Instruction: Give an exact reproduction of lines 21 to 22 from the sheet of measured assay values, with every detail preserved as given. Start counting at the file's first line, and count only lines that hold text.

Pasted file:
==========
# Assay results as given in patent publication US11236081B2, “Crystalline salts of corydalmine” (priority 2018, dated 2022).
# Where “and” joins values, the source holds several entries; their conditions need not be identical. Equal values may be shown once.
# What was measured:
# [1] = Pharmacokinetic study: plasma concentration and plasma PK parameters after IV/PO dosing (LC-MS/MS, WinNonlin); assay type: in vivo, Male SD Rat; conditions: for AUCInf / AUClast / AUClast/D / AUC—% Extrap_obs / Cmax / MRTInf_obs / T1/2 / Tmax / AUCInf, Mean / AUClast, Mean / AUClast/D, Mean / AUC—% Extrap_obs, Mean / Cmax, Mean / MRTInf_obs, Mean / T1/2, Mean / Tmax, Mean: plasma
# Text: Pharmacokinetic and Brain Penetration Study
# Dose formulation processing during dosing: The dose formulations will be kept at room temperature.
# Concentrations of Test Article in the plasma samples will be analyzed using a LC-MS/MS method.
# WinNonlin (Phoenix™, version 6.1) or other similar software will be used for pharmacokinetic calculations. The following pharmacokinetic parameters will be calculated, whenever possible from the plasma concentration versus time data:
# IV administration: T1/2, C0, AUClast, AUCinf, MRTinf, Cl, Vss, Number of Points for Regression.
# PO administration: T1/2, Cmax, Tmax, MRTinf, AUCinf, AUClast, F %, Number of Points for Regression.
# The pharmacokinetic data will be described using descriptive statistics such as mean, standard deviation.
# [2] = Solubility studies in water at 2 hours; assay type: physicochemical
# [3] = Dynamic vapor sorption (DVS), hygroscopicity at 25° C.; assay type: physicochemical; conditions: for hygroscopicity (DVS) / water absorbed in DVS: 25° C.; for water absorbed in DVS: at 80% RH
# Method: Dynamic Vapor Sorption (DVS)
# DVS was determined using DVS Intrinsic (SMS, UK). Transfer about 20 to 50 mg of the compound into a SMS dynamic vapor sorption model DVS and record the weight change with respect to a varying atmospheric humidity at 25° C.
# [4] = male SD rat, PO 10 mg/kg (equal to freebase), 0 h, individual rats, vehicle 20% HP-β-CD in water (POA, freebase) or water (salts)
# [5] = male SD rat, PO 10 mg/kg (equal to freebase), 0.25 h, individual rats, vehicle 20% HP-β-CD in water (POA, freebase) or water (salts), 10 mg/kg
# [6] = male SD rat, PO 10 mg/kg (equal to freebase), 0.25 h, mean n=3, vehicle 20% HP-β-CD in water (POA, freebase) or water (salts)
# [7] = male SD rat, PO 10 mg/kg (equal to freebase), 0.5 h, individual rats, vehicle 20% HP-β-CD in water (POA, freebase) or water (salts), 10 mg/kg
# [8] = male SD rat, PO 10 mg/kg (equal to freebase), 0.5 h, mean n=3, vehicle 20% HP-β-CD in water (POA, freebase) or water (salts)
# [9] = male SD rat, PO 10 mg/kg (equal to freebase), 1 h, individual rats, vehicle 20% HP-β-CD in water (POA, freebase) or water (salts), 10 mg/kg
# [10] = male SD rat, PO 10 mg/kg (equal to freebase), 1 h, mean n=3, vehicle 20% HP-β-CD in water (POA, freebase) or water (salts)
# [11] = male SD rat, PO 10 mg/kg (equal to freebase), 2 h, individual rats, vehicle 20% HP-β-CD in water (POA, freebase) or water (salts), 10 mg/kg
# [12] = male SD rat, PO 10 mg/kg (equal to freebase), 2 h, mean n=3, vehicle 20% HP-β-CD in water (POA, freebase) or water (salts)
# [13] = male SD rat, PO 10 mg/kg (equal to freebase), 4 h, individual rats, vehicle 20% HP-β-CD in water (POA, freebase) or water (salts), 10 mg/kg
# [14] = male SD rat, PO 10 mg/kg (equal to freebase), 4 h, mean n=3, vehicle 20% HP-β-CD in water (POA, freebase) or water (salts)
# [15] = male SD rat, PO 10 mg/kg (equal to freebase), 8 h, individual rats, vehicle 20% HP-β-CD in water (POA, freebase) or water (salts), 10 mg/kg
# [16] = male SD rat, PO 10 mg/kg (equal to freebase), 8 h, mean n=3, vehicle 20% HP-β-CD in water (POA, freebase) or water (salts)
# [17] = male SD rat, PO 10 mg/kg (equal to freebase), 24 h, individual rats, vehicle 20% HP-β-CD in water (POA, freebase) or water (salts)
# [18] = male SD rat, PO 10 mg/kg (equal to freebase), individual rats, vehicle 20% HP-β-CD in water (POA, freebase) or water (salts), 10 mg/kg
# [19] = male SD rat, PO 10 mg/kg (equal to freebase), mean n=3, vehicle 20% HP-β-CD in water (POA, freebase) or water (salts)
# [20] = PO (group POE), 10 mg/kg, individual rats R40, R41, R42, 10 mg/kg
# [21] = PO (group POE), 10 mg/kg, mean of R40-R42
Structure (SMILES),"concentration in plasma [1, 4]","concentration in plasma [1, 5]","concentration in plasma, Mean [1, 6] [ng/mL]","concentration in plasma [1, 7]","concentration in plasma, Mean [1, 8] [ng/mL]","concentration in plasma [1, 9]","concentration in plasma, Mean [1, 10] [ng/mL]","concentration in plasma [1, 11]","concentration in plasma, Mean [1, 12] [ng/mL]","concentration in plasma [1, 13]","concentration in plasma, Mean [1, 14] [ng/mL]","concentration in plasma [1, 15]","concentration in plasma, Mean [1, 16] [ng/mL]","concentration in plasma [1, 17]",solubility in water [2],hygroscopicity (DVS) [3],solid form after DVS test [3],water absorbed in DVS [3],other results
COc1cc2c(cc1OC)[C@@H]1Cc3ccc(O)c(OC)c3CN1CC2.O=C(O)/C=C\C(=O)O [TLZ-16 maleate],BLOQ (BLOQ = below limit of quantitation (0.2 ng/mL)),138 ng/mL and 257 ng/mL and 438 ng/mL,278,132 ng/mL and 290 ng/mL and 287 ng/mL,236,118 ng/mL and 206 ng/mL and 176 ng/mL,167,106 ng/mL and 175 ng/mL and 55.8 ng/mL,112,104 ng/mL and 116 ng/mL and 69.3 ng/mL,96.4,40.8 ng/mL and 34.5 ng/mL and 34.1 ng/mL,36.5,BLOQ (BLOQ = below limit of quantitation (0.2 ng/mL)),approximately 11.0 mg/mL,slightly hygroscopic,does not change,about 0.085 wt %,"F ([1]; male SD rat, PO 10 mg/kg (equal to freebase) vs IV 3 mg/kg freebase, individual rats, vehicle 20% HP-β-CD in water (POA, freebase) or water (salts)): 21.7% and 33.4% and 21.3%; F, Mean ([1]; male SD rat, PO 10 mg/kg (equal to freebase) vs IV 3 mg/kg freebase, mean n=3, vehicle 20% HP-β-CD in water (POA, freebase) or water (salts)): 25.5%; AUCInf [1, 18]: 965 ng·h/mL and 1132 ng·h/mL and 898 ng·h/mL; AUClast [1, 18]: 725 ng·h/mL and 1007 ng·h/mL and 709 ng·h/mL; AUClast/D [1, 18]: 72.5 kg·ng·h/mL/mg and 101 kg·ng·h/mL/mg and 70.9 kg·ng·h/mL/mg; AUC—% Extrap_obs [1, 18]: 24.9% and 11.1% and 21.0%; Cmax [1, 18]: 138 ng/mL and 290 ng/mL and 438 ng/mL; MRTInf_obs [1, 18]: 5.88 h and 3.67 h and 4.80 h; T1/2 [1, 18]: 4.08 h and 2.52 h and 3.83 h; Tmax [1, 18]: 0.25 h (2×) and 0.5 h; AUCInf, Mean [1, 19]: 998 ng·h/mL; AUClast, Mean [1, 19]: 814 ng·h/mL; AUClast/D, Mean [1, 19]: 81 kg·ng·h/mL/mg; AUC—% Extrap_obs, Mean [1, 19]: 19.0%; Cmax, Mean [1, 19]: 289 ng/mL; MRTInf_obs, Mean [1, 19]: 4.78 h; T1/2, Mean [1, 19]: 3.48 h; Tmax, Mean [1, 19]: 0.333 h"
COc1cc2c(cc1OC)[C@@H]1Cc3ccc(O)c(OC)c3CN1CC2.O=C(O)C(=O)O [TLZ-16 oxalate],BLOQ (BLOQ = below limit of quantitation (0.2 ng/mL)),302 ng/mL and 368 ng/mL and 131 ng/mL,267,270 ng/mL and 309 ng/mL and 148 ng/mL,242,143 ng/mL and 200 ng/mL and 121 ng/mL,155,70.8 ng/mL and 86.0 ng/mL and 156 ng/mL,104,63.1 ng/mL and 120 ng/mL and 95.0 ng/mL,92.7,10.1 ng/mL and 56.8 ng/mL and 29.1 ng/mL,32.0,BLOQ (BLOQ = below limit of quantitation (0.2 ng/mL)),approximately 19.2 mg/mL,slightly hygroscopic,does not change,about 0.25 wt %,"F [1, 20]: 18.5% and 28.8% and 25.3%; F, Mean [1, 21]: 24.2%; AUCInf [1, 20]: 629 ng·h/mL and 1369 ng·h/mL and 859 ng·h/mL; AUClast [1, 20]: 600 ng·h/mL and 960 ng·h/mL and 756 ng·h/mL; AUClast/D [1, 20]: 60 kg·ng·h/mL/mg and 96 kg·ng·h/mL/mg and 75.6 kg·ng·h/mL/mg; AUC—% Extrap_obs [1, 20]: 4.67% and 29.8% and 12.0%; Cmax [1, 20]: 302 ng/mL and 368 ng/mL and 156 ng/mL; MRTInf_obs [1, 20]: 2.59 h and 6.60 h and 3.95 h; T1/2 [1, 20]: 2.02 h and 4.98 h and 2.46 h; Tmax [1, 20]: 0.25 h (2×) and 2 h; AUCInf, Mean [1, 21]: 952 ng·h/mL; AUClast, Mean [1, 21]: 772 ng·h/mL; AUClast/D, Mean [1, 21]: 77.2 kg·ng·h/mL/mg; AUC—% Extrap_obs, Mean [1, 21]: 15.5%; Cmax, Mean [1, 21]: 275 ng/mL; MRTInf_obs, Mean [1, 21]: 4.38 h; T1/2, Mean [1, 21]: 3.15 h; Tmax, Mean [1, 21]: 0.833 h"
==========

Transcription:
# [9] = male SD rat, PO 10 mg/kg (equal to freebase), 1 h, individual rats, vehicle 20% HP-β-CD in water (POA, freebase) or water (salts), 10 mg/kg
# [10] = male SD rat, PO 10 mg/kg (equal to freebase), 1 h, mean n=3, vehicle 20% HP-β-CD in water (POA, freebase) or water (salts)